Delta Air Lines, Sears Holdings and likely other major companies have been hit by a payment card breach suffered last year by San Jose, CA-based online services provider 7.ai.
In a brief statement published on Wednesday, 7.ai revealed that it had notified a “small number” of client companies of a security incident impacting payment card information. According to the firm, the intrusion occurred on September 26 and it was contained on October 12, 2017.
“We have notified law enforcement and are cooperating fully to ensure the protection of our clients and their customers’ online safety. We are confident that the platform is secure, and we are working diligently with our clients to determine if any of their customer information was accessed,” 7.ai said.
7.ai provides customer acquisition and engagement solutions to organizations in a wide range of sectors, including agencies, education, financial services, healthcare, insurance, retail, telecom, travel and hospitality, and utilities. Its customers include Adobe, Copa Airlines, Duke Energy, Grainger, Scotiabank, and Vodafone.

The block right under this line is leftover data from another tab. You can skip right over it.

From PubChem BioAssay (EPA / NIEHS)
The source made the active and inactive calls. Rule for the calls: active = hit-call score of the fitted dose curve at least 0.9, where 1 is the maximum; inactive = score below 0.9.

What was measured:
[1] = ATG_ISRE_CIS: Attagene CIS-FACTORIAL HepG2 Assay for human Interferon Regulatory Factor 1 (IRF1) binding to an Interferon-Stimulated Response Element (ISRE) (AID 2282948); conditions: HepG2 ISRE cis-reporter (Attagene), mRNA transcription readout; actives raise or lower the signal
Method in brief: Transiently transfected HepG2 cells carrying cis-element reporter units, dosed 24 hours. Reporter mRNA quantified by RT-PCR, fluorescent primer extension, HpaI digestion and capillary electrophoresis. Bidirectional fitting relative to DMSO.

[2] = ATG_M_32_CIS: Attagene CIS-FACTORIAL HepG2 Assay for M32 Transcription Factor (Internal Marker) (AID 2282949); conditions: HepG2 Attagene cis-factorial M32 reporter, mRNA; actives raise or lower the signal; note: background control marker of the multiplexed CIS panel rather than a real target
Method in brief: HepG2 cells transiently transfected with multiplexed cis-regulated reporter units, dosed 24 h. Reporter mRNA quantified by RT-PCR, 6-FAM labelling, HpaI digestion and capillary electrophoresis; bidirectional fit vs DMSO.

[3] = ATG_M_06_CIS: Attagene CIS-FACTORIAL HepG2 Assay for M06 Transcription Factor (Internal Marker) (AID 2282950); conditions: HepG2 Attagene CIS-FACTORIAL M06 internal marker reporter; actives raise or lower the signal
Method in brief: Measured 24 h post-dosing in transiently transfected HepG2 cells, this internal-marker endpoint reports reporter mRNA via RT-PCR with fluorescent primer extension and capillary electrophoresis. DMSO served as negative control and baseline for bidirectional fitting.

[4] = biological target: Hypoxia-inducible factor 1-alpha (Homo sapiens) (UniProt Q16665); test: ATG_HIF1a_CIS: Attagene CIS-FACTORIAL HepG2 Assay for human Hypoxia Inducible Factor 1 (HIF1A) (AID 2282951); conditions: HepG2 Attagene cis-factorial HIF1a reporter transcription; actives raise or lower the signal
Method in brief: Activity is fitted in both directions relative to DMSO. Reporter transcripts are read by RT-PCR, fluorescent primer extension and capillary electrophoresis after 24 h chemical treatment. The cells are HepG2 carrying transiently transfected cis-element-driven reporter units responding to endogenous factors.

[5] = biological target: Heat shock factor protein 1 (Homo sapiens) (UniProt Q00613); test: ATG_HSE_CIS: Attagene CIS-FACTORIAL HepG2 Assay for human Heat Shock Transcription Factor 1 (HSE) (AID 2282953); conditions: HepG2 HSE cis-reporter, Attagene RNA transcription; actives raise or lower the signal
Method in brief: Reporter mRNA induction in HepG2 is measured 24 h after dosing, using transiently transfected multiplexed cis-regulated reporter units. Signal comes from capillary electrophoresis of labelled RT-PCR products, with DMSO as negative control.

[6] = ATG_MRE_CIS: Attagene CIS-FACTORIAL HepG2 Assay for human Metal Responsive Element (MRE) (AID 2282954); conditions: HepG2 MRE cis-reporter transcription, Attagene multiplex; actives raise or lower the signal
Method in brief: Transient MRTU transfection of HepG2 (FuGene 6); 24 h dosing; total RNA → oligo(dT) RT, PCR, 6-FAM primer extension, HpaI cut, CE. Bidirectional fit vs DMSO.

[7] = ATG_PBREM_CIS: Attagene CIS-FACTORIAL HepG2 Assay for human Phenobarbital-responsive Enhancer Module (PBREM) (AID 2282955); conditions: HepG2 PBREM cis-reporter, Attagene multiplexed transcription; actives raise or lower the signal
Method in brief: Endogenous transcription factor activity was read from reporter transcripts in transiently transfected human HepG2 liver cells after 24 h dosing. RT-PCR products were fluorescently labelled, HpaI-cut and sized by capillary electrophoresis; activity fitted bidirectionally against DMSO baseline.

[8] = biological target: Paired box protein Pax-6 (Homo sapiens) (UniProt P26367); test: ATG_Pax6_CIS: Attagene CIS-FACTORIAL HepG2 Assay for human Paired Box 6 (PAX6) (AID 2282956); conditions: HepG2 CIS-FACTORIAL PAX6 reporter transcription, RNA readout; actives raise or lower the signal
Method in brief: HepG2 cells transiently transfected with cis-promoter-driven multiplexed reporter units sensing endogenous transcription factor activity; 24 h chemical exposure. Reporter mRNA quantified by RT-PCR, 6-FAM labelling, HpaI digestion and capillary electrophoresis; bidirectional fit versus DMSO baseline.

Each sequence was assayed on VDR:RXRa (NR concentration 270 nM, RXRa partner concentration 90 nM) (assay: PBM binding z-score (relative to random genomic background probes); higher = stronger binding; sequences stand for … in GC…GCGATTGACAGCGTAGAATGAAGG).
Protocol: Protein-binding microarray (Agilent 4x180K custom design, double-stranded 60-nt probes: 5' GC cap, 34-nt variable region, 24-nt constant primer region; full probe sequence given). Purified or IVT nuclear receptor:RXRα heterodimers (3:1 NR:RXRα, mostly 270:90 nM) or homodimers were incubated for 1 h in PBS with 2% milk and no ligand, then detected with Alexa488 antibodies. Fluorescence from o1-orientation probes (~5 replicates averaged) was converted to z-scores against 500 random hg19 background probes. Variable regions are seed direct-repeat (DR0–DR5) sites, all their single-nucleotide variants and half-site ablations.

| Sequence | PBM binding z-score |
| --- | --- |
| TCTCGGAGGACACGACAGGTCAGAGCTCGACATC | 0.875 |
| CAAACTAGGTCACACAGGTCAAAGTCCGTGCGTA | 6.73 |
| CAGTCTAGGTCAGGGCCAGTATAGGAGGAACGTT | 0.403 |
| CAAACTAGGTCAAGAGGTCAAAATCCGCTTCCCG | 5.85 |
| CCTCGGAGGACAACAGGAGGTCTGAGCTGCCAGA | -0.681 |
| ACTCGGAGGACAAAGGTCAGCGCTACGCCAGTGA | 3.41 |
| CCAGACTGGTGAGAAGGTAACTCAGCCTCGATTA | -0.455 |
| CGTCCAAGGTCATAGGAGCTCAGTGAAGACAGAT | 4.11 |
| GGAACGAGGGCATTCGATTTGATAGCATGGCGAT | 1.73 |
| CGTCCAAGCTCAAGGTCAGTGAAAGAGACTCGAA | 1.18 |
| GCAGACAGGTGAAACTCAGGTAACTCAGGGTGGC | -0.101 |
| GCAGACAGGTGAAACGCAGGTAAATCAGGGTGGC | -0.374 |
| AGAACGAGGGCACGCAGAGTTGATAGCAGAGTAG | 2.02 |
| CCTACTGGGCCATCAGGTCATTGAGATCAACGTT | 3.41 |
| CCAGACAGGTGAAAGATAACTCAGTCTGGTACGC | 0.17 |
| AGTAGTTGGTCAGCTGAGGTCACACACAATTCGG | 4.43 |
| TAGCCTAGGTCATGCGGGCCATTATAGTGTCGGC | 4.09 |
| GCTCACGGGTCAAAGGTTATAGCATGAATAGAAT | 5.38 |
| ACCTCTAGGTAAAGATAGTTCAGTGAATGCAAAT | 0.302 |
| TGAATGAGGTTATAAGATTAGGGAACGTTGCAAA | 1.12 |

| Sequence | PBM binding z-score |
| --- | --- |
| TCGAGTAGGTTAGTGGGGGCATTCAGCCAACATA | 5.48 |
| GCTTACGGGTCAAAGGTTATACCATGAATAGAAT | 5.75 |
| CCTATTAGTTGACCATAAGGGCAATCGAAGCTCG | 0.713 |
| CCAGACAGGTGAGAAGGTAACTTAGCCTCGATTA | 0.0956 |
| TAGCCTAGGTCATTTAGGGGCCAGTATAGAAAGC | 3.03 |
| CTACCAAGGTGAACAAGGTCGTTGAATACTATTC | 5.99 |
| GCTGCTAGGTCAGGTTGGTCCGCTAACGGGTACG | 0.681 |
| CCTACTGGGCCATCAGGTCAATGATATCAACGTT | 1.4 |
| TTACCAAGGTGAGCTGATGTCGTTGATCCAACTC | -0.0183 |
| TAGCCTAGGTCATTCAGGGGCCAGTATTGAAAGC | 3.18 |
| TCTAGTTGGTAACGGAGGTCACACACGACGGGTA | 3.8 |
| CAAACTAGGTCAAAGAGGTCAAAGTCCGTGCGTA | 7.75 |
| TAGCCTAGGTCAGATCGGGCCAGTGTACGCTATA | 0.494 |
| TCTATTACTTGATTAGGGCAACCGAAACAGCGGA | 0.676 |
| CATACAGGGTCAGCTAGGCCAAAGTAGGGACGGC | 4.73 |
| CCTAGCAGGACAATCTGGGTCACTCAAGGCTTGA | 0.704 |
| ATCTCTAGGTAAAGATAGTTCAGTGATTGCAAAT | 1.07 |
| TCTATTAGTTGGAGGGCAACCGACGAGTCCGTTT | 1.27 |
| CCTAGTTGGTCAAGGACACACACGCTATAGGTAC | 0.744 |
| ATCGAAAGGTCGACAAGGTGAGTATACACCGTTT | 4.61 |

Two of 7.ai’s customers have come forward to date to inform customers that they have been hit by the security breach.
One of them is Delta, which told customers that their payment card information may have been compromised. The company said no other information, such as government IDs, passports, security or Skymiles details, was impacted.
“At this point, even though only a small subset of our customers would have been exposed, we cannot say definitively whether any of our customers’ information was actually accessed or subsequently compromised,” Delta stated.
The airline, which used 7.ai’s online chat services, has promised to set up a dedicated page at delta.com/response where it will post updates regarding this incident.
Sears Holdings, the company that owns the Sears and Kmart retail store brands, says 7.ai has provided online support services. Sears believes the incident has impacted the credit card information of less than 100,000 customers.
“We believe the credit card information for certain customers who transacted online between September 27, 2017 and October 12, 2017 may have been compromised,” Sears stated. “Customers using a Sears-branded credit card were not impacted. In addition, there is no evidence that our stores were compromised or that any internal Sears systems were accessed by those responsible. 7.ai has assured us that their systems are now secure.”
Sears and Delta said they only learned of the data breach from 7.ai in mid and late March, respectively. SecurityWeek has reached out to the vendor to find out why it has waited so long to notify impacted companies.
*Updated to remove Merrill Lynch from the list of 7.ai customers
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